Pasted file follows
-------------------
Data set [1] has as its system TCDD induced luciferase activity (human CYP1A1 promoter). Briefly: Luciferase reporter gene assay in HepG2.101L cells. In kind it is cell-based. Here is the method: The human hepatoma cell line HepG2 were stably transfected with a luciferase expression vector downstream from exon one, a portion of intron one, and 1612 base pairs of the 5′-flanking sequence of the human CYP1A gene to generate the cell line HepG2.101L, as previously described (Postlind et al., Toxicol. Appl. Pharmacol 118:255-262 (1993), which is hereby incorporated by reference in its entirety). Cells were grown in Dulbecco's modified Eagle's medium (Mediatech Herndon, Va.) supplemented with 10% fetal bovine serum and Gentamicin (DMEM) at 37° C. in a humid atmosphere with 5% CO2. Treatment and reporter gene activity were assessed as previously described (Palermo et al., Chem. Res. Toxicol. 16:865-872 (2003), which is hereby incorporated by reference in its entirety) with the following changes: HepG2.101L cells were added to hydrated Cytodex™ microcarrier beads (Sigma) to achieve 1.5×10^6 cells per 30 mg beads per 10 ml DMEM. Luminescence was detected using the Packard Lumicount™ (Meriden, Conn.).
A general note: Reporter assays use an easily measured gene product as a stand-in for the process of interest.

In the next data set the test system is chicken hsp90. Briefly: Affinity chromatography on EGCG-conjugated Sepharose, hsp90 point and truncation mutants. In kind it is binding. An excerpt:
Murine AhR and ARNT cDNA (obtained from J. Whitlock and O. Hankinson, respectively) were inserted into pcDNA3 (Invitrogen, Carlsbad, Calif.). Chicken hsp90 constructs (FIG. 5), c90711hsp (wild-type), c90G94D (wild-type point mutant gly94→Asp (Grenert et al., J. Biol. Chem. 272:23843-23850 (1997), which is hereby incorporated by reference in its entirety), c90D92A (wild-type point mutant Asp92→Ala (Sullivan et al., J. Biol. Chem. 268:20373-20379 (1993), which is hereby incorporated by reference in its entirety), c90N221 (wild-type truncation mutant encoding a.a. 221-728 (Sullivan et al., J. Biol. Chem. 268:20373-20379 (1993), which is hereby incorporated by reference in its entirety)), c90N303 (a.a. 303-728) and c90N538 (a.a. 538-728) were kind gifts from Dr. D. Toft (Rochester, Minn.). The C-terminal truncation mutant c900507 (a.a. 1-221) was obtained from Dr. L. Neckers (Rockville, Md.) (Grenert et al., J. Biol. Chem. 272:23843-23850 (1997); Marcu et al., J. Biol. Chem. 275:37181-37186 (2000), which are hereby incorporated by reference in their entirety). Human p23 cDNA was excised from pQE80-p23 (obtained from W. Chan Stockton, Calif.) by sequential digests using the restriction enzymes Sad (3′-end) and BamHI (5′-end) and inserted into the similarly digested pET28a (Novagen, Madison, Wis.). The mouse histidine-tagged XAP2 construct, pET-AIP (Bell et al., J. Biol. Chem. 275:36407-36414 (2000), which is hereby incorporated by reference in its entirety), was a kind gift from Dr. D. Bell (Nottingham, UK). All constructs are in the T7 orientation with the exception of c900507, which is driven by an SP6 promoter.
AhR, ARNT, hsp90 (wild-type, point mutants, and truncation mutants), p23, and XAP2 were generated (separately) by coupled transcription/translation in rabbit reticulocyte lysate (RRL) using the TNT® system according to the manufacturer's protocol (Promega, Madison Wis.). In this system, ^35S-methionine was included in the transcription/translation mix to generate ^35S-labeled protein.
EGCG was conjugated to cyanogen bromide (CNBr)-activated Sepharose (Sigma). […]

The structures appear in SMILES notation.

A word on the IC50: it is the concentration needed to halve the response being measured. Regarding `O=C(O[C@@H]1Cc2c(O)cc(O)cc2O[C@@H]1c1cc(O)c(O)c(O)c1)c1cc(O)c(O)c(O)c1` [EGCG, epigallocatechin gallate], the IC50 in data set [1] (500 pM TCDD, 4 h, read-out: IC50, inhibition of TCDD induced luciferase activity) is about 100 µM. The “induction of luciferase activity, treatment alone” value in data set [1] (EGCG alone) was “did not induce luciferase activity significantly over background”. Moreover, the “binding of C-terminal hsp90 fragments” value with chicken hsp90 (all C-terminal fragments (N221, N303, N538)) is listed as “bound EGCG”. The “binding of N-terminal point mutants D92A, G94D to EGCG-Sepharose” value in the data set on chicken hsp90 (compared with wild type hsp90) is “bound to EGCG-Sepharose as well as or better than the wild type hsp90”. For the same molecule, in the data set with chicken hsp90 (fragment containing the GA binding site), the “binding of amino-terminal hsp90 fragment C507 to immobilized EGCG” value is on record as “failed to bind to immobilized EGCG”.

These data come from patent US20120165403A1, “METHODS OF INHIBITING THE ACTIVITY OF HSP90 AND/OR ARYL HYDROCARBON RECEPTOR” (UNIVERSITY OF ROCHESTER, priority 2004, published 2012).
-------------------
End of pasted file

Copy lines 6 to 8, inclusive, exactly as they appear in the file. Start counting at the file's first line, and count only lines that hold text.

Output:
EGCG was conjugated to cyanogen bromide (CNBr)-activated Sepharose (Sigma). […]

The structures appear in SMILES notation.

A word on the IC50: it is the concentration needed to halve the response being measured. Regarding `O=C(O[C@@H]1Cc2c(O)cc(O)cc2O[C@@H]1c1cc(O)c(O)c(O)c1)c1cc(O)c(O)c(O)c1` [EGCG, epigallocatechin gallate], the IC50 in data set [1] (500 pM TCDD, 4 h, read-out: IC50, inhibition of TCDD induced luciferase activity) is about 100 µM. The “induction of luciferase activity, treatment alone” value in data set [1] (EGCG alone) was “did not induce luciferase activity significantly over background”. Moreover, the “binding of C-terminal hsp90 fragments” value with chicken hsp90 (all C-terminal fragments (N221, N303, N538)) is listed as “bound EGCG”. The “binding of N-terminal point mutants D92A, G94D to EGCG-Sepharose” value in the data set on chicken hsp90 (compared with wild type hsp90) is “bound to EGCG-Sepharose as well as or better than the wild type hsp90”. For the same molecule, in the data set with chicken hsp90 (fragment containing the GA binding site), the “binding of amino-terminal hsp90 fragment C507 to immobilized EGCG” value is on record as “failed to bind to immobilized EGCG”.